Haroun and the Sea of Stories

by Salman Rushdie

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What is a justification of the chapter title "The Shah of Blah" in Salman Rushdie's Haroun and the Sea of Stories?

A justification of the chapter title "The Shah of Blah" in Salman Rushdie's Haroun and the Sea of Stories is that this section of the book revolves around Haroun's father, Rashid. A master storyteller, Rashid is known as "The Shah of Blah" by his enemies, meaning that he's very good at spinning tales without any meaningful content.

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Haroun's father, Rashid Khalifa, is a master storyteller, a man who regularly spins his legendary tales before enthusiastic audiences. To his admirers, of whom there are many, he's known as "The Ocean of Notions," a man full of wonderfully original ideas.

To his detractors, however, he's nothing but a windbag whose stories are almost entirely devoid of meaningful content. They too have a nickname for Rashid: "The Shah of Blah." This is the title of the opening chapter of Haroun and the Sea of Stories and is entirely appropriate because Rashid is the main character here.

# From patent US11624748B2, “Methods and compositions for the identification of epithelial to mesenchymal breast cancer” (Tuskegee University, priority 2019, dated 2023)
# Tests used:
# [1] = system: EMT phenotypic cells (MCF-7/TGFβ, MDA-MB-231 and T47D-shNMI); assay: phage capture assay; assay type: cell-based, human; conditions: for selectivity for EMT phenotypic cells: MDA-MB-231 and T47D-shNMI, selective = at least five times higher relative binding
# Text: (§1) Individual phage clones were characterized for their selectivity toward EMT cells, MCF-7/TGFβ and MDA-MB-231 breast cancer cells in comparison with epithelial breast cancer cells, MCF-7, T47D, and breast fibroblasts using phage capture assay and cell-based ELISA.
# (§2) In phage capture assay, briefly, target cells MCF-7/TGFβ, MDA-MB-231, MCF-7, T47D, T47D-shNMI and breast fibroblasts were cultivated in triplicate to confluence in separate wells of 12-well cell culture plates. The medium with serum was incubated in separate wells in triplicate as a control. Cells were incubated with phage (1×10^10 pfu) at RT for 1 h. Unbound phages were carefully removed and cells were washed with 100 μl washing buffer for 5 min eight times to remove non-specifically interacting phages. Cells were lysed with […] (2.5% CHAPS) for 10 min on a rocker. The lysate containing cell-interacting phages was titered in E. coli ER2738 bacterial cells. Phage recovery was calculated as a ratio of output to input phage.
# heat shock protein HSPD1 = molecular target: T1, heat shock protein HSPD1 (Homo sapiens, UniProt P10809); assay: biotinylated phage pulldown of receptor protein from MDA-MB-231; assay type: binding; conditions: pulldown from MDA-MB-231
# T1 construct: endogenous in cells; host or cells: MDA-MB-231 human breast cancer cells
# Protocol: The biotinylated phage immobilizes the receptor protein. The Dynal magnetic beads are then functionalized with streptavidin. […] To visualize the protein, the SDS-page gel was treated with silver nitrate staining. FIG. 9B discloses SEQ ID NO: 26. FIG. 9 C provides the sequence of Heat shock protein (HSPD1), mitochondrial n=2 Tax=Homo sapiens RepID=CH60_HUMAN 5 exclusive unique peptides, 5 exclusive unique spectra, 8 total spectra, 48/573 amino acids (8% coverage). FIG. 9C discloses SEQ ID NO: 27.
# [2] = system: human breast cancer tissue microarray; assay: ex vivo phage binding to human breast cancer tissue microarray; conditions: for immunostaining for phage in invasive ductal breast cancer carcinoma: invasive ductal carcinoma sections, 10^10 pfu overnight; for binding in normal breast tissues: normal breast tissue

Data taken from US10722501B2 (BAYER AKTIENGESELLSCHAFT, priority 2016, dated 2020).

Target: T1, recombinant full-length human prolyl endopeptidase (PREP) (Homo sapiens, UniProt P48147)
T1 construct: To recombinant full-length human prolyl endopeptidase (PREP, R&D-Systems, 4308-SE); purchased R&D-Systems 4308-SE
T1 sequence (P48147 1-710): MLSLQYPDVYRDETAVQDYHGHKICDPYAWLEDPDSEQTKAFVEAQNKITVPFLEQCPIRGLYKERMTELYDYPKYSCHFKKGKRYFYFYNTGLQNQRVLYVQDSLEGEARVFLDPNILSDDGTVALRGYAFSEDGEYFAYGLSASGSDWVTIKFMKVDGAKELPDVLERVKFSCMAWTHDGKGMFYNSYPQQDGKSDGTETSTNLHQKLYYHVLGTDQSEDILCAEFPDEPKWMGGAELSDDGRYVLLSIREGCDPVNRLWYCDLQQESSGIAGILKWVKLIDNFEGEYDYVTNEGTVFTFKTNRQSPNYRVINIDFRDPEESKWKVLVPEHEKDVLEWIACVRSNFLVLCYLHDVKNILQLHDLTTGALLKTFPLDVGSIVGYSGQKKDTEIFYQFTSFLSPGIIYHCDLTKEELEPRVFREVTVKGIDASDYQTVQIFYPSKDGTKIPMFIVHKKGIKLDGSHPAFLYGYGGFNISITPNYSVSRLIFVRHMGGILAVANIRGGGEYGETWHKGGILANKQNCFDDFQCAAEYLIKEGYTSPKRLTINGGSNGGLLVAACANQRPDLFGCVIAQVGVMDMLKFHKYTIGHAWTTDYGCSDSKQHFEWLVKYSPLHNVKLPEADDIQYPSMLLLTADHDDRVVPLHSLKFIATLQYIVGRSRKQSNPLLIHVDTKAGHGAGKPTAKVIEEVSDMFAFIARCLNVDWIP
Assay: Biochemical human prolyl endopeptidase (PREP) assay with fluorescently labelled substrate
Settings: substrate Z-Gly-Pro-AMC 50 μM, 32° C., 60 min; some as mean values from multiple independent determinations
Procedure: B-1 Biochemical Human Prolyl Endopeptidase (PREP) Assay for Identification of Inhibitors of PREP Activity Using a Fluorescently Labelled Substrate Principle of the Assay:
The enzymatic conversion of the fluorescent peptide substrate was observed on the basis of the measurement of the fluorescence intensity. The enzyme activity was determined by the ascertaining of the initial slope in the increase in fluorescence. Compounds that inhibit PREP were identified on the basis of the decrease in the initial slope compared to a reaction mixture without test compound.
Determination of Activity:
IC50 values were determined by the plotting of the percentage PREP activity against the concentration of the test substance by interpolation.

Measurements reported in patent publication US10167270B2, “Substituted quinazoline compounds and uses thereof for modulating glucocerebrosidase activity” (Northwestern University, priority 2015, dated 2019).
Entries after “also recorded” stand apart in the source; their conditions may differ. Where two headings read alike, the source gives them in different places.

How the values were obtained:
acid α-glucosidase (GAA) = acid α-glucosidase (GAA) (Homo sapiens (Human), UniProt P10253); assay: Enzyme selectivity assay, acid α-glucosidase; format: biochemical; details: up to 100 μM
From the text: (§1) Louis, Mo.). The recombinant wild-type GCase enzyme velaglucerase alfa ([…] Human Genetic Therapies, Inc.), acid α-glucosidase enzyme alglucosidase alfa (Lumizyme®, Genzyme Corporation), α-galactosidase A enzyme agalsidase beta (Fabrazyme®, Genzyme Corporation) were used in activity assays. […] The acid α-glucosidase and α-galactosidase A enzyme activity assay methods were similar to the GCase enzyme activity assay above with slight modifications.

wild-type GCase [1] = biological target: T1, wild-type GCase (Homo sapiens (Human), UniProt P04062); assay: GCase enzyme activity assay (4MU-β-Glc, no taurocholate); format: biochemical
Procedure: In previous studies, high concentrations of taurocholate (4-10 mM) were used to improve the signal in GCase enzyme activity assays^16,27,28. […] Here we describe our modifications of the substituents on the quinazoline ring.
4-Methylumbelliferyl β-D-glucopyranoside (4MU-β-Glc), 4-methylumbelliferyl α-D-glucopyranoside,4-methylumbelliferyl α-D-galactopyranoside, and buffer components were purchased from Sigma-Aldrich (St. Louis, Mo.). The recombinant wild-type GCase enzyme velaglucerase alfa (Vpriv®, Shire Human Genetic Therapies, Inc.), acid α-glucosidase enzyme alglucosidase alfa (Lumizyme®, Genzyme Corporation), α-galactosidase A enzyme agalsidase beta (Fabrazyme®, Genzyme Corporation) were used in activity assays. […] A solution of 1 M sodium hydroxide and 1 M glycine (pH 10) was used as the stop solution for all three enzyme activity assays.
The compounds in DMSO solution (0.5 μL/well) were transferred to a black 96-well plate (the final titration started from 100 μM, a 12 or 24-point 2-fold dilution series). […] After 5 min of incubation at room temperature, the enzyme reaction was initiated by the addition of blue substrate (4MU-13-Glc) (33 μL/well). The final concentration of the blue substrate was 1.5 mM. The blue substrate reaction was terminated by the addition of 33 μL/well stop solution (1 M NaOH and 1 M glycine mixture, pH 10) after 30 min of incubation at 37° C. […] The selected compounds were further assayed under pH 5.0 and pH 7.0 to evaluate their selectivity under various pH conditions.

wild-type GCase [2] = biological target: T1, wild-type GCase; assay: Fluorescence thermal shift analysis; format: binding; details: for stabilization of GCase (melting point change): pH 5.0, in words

The Shah was the name given to the Persian emperor—it derives from the word Caesar, as in Julius Caesar. So by calling him this, Rashid's detractors and critics are saying that he's sitting on the top of the tree, that there is no one above him. But this is not intended to be a compliment, because Rashid is allegedly "The Shah of Blah," meaning that he's streets ahead of anyone else when it comes to spewing out meaningless blather.

Even Haroun finds himself irritated by his father, who, upon being asked by his son where his stories come from, answers with a perfectly straight face that they are piped into their house by the Water Genie from the waters of the Story Sea. Without being cruel, one can certainly see where Rashid gets his unflattering nickname from.

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